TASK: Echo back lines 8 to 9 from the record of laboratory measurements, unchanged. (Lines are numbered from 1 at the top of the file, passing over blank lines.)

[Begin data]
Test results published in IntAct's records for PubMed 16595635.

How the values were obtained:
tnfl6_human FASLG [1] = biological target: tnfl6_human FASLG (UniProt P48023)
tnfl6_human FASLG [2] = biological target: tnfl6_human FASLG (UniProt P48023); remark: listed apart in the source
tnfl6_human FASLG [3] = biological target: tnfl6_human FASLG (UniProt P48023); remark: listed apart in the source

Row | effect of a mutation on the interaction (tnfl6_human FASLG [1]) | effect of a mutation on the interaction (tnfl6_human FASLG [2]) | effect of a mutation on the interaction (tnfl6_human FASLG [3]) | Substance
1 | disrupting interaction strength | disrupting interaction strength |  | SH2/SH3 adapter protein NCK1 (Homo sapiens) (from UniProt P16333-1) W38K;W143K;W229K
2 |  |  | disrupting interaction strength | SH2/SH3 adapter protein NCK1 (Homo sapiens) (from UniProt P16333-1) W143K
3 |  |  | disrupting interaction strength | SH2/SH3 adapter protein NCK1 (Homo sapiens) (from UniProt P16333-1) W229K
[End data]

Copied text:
2 |  |  | disrupting interaction strength | SH2/SH3 adapter protein NCK1 (Homo sapiens) (from UniProt P16333-1) W143K
3 |  |  | disrupting interaction strength | SH2/SH3 adapter protein NCK1 (Homo sapiens) (from UniProt P16333-1) W229K